Even if you have equally paid 50/50 for the mortgage protection policy between you from your joint account, as the surviving partner of a cohabiting couple, if you are paid the policy proceeds of €400,000, you could still be liable for a tax bill of over €61,000 (€400,000/2 = €200,000 - €15,075 = €184,925 x 33pc = €61,025.25).
There is a simple and legitimate solution to this potential tax liability, whereby each partner pays for the other partner's mortgage protection policy from their own bank account and income.
This is known as 'life of another' in industry terms.
In this scenario, where one partner has paid the other's premiums (and vice versa) and if the other partner died, there would be no tax liability as it would be deemed that the surviving partner paid for the benefits and therefore is entitled to the proceeds.
Your local financial broker will be able to give you personal and independent advice on any aspects of these issues.
A friend of mine was sick for a long period of time and aside from the horribleness of the illness she had to contend with a very stressful financial situation, as she couldn't work for a long time.
So I'm thinking of taking out some form of income protection - but it seems very expensive and also I'm not sure if it's exactly what I need.
Brenda, Trim, Co Meath
If you work in the private sector, your employer might have sick leave benefits that will automatically cover you when you're off sick. But these are usually only paid out up to a certain time limit, often only for six months on full pay. It often stops completely after 12 months.
It's not something many people are very aware of, we often find.
Once your employer sick pay ends, you would have to rely on the State Illness Benefit, currently just €188 per week for eligible employees, and any savings and investments you might have. That's a level of income many people would struggle to now survive on and still pay their outgoings that will be still there despite being sick: the mortgage, school costs or fees and so on.
And don't forget: there is no State Illness Benefit available to self-employed workers.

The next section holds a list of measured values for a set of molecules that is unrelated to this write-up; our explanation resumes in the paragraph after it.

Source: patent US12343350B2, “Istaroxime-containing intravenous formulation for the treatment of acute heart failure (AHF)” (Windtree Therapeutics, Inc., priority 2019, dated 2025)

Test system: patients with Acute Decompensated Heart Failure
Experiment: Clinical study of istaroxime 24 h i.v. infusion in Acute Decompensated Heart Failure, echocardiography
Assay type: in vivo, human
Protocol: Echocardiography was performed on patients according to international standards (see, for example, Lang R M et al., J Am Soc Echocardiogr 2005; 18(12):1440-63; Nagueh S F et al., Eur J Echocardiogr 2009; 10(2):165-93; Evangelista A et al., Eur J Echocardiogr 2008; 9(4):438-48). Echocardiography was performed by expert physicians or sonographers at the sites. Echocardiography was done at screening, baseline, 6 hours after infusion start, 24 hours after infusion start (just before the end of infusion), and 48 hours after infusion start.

Income protection cover will provide you with a regular income if you cannot work due to illness or injury. It can help protect your lifestyle by limiting the financial consequences of suffering an illness or injury which prevents you from working. Payments continue either until you are well enough to return to work or your policy ends.
With a typical policy you can cover up to 75pc of your earnings, less any State Illness Benefit entitlement, up to a maximum of €250,000 per annum.
A 30-year-old with a need for a replacement income of €50,000 per annum, could put income protection cover in place for a little as €37 per month. (There are terms and conditions with this type of cover, but a broker will be able to explain them to you.)
And under current tax law (November 2014) the premiums you pay may also be eligible for tax relief. This can reduce the cost of your cover by up to 40pc if you pay income tax at the higher rate.
Email your questions to firstname.lastname@example.org or write to 'Your Questions, The Sunday Independent Business Section, 27-32 Talbot Street, Dublin 1'.
While we will endeavour to place your questions with the most appropriate expert to answer your query, this column is a reader service and is not intended to replace professional advice.
Darragh Feely is broker sales manager at Royal London
Sunday Indo Business